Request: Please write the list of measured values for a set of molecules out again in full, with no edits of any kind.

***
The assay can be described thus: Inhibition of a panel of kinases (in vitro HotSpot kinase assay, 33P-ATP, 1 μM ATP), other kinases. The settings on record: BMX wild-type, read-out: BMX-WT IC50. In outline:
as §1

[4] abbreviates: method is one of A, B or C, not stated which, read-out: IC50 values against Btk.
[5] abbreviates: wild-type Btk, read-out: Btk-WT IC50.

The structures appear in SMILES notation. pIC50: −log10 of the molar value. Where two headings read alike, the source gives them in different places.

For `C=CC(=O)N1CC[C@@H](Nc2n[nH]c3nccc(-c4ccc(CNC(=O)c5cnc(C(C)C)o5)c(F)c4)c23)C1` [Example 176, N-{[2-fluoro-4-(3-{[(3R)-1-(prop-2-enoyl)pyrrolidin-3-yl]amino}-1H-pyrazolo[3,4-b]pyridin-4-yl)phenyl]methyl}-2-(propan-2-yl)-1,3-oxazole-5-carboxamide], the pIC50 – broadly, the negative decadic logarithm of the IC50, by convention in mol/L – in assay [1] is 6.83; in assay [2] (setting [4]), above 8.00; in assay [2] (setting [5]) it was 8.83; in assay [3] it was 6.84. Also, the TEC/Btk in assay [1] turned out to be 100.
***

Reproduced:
The assay can be described thus: Inhibition of a panel of kinases (in vitro HotSpot kinase assay, 33P-ATP, 1 μM ATP), other kinases. The settings on record: BMX wild-type, read-out: BMX-WT IC50. In outline:
as §1

[4] abbreviates: method is one of A, B or C, not stated which, read-out: IC50 values against Btk.
[5] abbreviates: wild-type Btk, read-out: Btk-WT IC50.

The structures appear in SMILES notation. pIC50: −log10 of the molar value. Where two headings read alike, the source gives them in different places.

For `C=CC(=O)N1CC[C@@H](Nc2n[nH]c3nccc(-c4ccc(CNC(=O)c5cnc(C(C)C)o5)c(F)c4)c23)C1` [Example 176, N-{[2-fluoro-4-(3-{[(3R)-1-(prop-2-enoyl)pyrrolidin-3-yl]amino}-1H-pyrazolo[3,4-b]pyridin-4-yl)phenyl]methyl}-2-(propan-2-yl)-1,3-oxazole-5-carboxamide], the pIC50 – broadly, the negative decadic logarithm of the IC50, by convention in mol/L – in assay [1] is 6.83; in assay [2] (setting [4]), above 8.00; in assay [2] (setting [5]) it was 8.83; in assay [3] it was 6.84. Also, the TEC/Btk in assay [1] turned out to be 100.